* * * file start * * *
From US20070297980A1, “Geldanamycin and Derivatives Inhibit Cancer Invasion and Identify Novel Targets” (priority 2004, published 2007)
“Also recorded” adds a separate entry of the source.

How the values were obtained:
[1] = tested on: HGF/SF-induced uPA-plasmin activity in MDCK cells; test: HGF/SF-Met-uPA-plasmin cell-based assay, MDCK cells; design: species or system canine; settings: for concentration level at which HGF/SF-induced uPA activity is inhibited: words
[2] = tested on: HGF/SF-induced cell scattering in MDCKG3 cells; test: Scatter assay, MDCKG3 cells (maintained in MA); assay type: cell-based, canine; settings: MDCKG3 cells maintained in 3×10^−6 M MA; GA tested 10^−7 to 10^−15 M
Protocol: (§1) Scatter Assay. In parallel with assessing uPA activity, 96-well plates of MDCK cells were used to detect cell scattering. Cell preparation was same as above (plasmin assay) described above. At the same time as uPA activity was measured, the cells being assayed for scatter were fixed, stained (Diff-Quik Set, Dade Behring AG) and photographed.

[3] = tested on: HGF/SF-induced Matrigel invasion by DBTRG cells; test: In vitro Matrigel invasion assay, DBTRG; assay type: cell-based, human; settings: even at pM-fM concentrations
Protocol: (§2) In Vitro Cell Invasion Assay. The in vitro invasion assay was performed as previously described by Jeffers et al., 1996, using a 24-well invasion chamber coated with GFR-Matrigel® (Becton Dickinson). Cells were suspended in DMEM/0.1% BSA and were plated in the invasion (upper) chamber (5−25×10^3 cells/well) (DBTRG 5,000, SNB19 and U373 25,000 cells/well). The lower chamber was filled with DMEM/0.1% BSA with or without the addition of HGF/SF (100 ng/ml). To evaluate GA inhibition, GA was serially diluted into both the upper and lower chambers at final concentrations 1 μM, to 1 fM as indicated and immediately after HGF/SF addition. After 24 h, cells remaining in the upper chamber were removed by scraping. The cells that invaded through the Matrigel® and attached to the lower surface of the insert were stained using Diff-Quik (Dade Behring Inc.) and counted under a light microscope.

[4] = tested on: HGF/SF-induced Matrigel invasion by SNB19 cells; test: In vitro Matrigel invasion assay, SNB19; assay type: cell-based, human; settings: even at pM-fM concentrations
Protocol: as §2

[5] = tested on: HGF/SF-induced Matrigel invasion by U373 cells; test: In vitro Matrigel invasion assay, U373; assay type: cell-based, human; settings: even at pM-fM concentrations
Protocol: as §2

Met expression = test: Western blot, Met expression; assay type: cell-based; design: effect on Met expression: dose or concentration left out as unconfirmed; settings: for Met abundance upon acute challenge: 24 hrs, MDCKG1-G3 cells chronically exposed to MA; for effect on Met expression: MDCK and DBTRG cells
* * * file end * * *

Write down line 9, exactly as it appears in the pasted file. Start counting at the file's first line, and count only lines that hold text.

[4] = tested on: HGF/SF-induced Matrigel invasion by SNB19 cells; test: In vitro Matrigel invasion assay, SNB19; assay type: cell-based, human; settings: even at pM-fM concentrations